Malawi cholera deaths: Postmortem says ‘poor management of patients’

The District Health Officer for Blantyre, Dr Owen Malemya has blamed the death of 16 cholera patients in the city this year on his staff members’ negligence.

During a postmortem meeting held on Tuesday at the Blantyre City Assembly, Malemya said there was poor case management of cholera patients as they had all the required resources hence no need for patients to die.

“We had medical supplies but clinicians and nurses were leaving cases to Health Surveillance Assistants (HSAs) such that patients were left without fluid replacements for more than six hours and were dehydrated,” said Malemya.

Njawala: Deaths could have been avoided

Dr Malemya said that element showed that there were attitude problems as some clinicians even refused to enter cholera camps.

“We had several cases of readmission of cholera patients who later died,” said Malemya who added that most of the patients died three to four days after admission.

The DHO told his staff members that cholera patients should survive when they reach a health centre.

“It’s unacceptable for a person to die of diarrhea or cholera. Cholera is manageable and there is no excuse for somebody’s death,” Malemya said.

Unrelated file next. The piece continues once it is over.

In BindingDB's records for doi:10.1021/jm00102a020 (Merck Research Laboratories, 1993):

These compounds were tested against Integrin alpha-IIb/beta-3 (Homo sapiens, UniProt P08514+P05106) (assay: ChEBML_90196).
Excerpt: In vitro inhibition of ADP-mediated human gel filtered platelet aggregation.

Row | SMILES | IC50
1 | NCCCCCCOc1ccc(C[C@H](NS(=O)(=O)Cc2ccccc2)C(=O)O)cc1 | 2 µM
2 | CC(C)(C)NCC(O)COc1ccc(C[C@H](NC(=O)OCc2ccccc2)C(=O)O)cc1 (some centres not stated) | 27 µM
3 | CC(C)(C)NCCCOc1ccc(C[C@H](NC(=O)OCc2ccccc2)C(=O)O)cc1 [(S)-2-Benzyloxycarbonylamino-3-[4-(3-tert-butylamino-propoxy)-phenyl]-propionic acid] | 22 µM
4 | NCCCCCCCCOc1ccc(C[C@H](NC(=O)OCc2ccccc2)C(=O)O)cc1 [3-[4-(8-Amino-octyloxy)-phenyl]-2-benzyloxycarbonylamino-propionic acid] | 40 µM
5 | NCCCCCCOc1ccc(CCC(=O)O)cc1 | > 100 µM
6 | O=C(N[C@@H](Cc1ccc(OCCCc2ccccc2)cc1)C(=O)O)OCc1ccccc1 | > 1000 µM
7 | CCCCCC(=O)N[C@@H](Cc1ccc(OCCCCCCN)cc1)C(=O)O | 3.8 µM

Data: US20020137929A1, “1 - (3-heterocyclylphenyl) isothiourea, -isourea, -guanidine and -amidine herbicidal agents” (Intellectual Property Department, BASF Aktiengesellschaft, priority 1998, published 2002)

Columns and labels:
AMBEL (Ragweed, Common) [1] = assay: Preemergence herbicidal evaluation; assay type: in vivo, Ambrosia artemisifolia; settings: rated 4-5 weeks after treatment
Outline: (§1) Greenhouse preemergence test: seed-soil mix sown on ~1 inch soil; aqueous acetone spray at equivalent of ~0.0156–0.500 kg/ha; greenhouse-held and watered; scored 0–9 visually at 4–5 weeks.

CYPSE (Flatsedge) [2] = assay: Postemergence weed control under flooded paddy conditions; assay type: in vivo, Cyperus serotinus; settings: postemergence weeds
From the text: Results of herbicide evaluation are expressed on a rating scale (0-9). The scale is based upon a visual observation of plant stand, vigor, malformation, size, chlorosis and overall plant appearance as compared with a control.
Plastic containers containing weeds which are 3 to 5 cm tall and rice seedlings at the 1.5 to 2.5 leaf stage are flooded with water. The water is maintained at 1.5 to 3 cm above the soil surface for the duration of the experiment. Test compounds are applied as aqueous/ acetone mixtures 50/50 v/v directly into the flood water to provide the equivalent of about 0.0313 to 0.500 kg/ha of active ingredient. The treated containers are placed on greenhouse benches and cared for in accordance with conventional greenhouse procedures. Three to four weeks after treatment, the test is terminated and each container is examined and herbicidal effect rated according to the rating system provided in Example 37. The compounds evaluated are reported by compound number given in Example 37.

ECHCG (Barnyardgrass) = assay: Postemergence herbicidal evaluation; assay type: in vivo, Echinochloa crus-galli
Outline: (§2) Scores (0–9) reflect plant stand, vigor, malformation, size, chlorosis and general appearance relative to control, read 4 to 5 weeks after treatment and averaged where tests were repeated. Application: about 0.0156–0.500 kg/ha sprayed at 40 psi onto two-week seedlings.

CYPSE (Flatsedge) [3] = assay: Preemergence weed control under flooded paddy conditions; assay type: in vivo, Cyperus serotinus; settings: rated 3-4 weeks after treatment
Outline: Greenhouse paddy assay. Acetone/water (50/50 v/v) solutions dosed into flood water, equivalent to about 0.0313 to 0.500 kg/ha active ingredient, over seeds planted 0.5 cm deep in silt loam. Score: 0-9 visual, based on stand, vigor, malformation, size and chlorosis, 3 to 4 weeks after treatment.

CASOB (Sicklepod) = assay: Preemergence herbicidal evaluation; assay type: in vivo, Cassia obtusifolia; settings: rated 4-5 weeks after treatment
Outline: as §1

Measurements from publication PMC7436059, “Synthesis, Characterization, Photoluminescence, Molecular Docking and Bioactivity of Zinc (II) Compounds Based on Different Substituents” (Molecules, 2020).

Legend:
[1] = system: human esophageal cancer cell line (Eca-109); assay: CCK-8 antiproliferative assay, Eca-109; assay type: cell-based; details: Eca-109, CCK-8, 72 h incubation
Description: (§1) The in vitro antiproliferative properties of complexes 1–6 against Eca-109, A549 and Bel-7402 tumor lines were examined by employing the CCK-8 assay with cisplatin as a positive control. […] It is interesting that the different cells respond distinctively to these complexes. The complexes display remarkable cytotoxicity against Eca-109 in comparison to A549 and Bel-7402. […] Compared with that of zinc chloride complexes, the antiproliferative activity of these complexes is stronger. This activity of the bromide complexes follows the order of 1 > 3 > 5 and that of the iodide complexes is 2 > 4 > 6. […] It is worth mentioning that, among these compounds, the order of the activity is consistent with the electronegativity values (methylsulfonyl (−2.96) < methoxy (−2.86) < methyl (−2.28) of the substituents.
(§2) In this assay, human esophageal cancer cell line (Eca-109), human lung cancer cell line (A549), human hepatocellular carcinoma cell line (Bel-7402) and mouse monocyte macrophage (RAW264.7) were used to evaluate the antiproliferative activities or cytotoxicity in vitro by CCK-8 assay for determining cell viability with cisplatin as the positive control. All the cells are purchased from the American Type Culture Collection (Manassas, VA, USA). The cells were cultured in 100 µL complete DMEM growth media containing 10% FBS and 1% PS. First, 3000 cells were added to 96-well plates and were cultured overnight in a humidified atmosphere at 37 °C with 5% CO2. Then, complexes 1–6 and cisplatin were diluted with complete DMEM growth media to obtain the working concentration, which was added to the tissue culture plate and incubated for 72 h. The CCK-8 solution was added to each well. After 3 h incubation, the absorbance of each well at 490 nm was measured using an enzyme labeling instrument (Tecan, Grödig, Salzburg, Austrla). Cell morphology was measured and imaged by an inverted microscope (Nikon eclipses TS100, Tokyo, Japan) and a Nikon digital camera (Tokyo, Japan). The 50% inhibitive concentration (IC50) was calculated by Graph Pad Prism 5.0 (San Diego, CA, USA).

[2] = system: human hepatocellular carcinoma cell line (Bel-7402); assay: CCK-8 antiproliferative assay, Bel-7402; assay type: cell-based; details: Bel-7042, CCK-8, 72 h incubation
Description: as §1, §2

Blantyre City was among the worst districts hit by cholera as it registered 16 deaths of the 402 reported cases.

The Coordinator for Integrated Disease Surveillance and Response for Blantyre district, Alinafe Hauya said the major cause of the outbreak was lack of safe water, poor sanitation and inadequate hygiene practices in the urban areas.

“We discovered that most of the areas from which cholera patients came relied on shallow wells and had toilets along the stream,” Hauya said.

Member of Parliament for Blantyre Kabula, Felix Njawala who is the chairperson of the cholera taskforce for Blantyre, said the resurrection of cholera in the district could have been prevented.

“Officials were relaxed because during the 2010/2011 season the district did not register any case of cholera. Preventive measures for the 2011/2012 season were not put in place and the outbreak hit the district when it was not ready,” observed Njawala.

Njawala said cholera can always be contained if there was collaboration as question for resources was not the issue.

Environmental Health Officer for Blantyre City Council, Patrick Chapweteka admitted that the assembly was failing to address the health challenges its dwellers are prone to.

“There is rapid development of slams where the special amenities like safe water are not provided for because these are unplanned areas like in Masala in Bangwe where people were not spared of the cholera outbreak,” said Chapweteka.

He said repopulation of traditional housing areas has also contributed to poor sanitation and hygiene.

“On a plot intended for one house, you find as many as ten houses built on it which means resources are constrained,” Chapweteka said.

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